Name: Ghost Stories
Directors: Anurag Kashyap, Dibakar Banerjee, Karan Johar and Zoya Akhtar
Genre: Indian Anthology Horror Film
Zoya Akhtar’s segment-
Janhvi Kapoor as Sameera
Surekha Sikri as Mrs Malik
Vijay Varma as Guddu
Anurag Kashyap’s segment-
Sobhita Dhulipala as Neha
Sagar Arya as Neha’s husband
Zachary Braz as Ansh
Pavail Gulati as Ansh’s father
Dibakar Banerjee’s segment-
Sukant Goel as Visitor
Aditya Shetty as Little Boy
Eva AmeetPardeshi as Little Girl
Gulshan Devaiah as girl’s Daddy
Karan Johar’s segment-
Mrunal Thakur as Ira
Avinash Tiwary as Dhruv
Jyoti Subhash as Dhruv’s Granny
After Bombay Talkies (2013) and Lust Stories (2018), the four famous directors; Anurag Kashyap, Dibakar Banerjee, Karan Johar and Zoya Akhtar, have collaborated on another anthology – horror short films. Released on January 1, 2020, the collection named ‘Ghost Stories’ consists of four short film segments. While their earlier movies revolved around cinephilia and lust, this recent release, as the name points out, deals with the horror genre.
The first segment of Akhtar, named ‘Nurse’ was about a nurse named Sameera looking after an elderly patient named Mrs Malik, both of whom have suffered the consequences of familial abandonment. While Sameera waits for her boyfriend Guddu; Mrs Malik, hit by delusions, keeps calling out for Armaan, her son who’s nowhere to be seen or heard. Even though the story ends with a mundane and slightly dumb twist, it has certain details which still make it okay — portraying it as a story of melancholic hope and intuition as well, giving it a slightly more exciting outlook.Nurse
The second story was of Kashyap’s, named ‘Bird’, however, isn’t nearly half as impressive as the one in ‘Lust Stories’ which was probably the best out of the lot. This story revolves around a pregnant woman who babysits her nephew during the day. Might be a coincidence but there are many similarities between the first two stories such as both have the dramatic effect of a ‘failed childhood’, the mirrors featured in important scenes, the frequent use of hallways and many more.
Mr Banerjee’s story ‘Monster’ was the third in the list. To everyone’s surprise, Banerjee’s story was far more symbolic than Kashyap’s. The story starts with an anonymous man (who’s identified as ‘Visitor’ in the end credits) entering a deserted countryside which is known as Bisgarah or Smalltown. This place consists of only two survivors ‘Little Boy’ and ‘Little Girl’ who explain the land’s laws. They told the visitor that the Saugarah or Bigtown people ‘ate the people of the Smalltown’ as a result of which, to survive, the Smalltown people began eating their own. The Little Boy explains: “If you move, you’ll die; if you speak, you’ll die; they don’t eat those who eat.” Monster is an excellent example of layered and symbolic storytelling. Using smart hints, Mr Banerjee continually sustains our interest.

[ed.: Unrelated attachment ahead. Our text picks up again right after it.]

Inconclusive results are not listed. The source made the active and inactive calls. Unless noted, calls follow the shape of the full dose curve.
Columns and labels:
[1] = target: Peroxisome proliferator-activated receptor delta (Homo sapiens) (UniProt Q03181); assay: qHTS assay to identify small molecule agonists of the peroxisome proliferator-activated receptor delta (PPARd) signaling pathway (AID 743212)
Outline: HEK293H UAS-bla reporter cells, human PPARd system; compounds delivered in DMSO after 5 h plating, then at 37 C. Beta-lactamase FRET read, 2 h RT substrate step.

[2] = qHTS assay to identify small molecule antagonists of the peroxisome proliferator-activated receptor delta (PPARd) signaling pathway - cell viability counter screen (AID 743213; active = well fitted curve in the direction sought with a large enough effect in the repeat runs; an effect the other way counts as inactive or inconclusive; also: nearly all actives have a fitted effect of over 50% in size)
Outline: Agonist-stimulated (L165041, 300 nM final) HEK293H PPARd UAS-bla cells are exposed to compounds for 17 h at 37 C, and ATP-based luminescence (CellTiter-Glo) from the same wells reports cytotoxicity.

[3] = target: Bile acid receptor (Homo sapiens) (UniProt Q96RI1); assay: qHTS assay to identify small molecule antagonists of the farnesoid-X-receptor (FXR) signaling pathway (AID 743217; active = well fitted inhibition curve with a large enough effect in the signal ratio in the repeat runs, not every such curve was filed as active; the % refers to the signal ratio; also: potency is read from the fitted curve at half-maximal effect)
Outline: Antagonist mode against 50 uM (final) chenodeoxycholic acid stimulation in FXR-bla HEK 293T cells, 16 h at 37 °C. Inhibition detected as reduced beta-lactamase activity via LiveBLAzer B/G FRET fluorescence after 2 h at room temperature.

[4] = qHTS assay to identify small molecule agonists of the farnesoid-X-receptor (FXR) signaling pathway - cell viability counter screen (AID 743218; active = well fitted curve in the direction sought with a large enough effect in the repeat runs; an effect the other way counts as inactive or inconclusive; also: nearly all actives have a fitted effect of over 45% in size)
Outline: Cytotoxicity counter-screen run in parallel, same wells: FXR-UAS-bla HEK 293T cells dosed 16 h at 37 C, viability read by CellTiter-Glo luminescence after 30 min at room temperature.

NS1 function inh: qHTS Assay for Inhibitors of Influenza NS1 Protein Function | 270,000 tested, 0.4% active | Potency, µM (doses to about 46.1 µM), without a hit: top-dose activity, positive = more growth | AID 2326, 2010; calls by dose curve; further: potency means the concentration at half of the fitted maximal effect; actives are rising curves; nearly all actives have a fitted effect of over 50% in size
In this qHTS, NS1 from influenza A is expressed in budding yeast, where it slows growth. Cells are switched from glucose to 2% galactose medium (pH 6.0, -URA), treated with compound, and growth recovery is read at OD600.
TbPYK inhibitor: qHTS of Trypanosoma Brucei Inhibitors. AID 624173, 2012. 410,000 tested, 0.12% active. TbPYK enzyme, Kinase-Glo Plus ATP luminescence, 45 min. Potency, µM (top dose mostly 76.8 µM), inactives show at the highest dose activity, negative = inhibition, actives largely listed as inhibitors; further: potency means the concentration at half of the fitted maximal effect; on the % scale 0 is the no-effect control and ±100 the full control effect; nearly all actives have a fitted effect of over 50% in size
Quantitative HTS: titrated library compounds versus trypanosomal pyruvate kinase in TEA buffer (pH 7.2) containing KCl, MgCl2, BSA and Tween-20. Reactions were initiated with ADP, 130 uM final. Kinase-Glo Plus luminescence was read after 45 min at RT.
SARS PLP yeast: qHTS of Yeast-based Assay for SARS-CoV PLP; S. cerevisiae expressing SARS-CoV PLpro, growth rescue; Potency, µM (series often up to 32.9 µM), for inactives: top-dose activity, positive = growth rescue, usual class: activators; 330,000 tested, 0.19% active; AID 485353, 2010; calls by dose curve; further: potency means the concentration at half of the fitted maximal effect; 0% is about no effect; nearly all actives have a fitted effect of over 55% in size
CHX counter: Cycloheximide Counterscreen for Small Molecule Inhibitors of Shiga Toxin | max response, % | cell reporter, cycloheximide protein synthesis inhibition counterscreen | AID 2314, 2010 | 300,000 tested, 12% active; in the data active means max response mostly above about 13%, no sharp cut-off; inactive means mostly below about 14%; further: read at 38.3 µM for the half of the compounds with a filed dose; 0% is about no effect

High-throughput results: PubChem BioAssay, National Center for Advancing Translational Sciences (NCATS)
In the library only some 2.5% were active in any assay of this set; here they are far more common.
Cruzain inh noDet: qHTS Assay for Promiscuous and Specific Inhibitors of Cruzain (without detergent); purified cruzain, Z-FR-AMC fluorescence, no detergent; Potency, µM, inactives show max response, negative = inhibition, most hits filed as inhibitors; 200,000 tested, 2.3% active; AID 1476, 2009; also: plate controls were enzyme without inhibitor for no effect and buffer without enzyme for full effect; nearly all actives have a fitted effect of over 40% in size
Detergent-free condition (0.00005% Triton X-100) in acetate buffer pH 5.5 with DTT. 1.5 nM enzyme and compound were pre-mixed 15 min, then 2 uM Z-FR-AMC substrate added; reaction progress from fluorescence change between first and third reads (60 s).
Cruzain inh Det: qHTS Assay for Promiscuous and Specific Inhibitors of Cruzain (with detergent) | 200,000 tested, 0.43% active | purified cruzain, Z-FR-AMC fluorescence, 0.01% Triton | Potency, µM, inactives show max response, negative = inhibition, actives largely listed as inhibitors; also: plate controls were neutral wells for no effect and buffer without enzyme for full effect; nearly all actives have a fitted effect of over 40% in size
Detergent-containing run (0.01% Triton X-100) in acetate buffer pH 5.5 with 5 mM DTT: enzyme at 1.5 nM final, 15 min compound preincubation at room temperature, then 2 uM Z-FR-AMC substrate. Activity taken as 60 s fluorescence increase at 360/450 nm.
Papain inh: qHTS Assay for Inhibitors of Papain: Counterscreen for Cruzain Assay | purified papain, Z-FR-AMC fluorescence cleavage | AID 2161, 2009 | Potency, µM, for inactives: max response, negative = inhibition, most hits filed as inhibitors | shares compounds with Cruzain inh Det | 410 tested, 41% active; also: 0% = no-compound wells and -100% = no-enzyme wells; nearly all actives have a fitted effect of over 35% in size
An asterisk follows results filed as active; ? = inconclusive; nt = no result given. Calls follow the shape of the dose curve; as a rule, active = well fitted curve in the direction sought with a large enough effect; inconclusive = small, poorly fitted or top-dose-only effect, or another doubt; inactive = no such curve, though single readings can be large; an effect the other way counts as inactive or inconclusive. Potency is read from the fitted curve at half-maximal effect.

The last story is of Karan Johar’s and is named ‘Granny’. Mr Johar’s story is about a young woman named Ira marrying a rich and prosperous husband, Dhruv, who seems to have an obsession with his (dead) grandmother. As a result, Dhruv needs her permission for everything as well as wishes her goodnight every single night as a daily routine. The housekeepers, too, are in awe of the old lady. This story somewhat seems like Daphne Du Maurier’s ‘Rebecca’ (where there was a dead wife instead of a dead grandmother).
Though each of the stories, were not up to the expectation of a ghost story/ a horror story, each one is different and has a thrilling element with some parts of a scare here and there. Coming to actors and their acting, it’s pretty much basic. The main characters have done a really great job, and there are no complaints or criticism about them. Considering how it is being streamed on Netflix, we can expect standard acting, direction and cinematography. Even though the first story had the suspense and an exciting storyline, it could have been made better. The second story was slightly confusing. However, Dhulipala fully commits to the role of a soon-to-be mom uncertain of her child-rearing faculties. She’s good, and has the support of a strong screenplay. Karan Johar’s imagination, too, is tested while treading unfamiliar territory. However, I would say that Dipankar Banerjee’s was the best one. It had that political aspect about how the people of the big cities are always dictating over the rural people. I think it’s the right way of showing the entire caste system, inequality and other such things through cannibalism.
Navigating unfamiliar territory can be very difficult, especially when you are out to entertain others. Even though this was not such a success, we should be happy that Indian Cinema is trying to create films of new genres which have not been done previously.
NAC’s Overall rating: 2.37/5